One of the interesting features in the two case studies is that multiple meaningful parameters are estimated from a single observed variable y i , which is the observed number of jokes read or questions answered. In all of the models we considered, the quitting rate parameter θ of the geometric distribution is inferred. Models that included latent-mixture extensions also inferred a base-rate parameter for group membership—the ϕ parameter in the joke-reading case study and the ω parameter in the question-answering case study—as well as membership parameters z i for each person. Models that included hierarchical extensions involved still other parameters. The joke-reading case study allowed for individual differences using the σ parameter. The question-answering case study included the number of answered pages p i and presented questions q i as parameters, and the ψ k parameter representing the probability of a question on the kth page being answered. All of these parameters are psychologically interpretable, and potentially important in answering scientific and applied questions. Our modeling approach allows them all to be inferred simultaneously from a simple distribution of counts over the number of jokes read or questions answered. This capability to make rich inferences from limited data comes the incorporation of detailed psychological assumptions about the data-generation process, and from the ability of Bayesian methods to make inferences for highly-structured models and sparse data.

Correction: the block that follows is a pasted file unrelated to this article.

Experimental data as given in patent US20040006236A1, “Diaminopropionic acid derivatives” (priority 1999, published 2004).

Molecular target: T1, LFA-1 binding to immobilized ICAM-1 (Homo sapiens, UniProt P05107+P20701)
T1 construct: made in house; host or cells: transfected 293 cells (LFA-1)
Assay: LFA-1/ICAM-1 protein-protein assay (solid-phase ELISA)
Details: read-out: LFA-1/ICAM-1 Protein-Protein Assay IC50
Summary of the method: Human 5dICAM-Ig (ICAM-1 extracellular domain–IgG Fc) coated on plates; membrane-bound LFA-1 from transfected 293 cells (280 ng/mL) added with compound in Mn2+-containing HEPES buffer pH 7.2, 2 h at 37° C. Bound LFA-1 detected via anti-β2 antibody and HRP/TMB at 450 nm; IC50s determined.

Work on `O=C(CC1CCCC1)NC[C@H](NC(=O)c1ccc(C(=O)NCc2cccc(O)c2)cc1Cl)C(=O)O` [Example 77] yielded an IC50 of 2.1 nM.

The scientific approach to developing models we adopted in the case studies is a very pragmatic one. We did not use strong guiding theory to make prior predictions about the distribution of the data, and then test those predictions (Feynman 1994). Instead, we used knowledge of the data to guide the incremental extension of the basic censored geometric model, seeking descriptive adequacy. We used more stringent model evaluation at key junctures, to test the most important conclusions. In the joke-reading case study, we used Bayes factors to quantify the evidence the data provided against individual differences in quitting probabilities, and against the possibility that there was a sub-group of people determined to read all of the jokes. In the question-answering case study, we used Bayes factors to provide evidence for the need for a non-linear decrease in the question-completion rate as more pages were accessed. We think this scientific process of model extension to improve descriptive adequacy and model evaluation to find evidence for successful extensions is a general and useful one.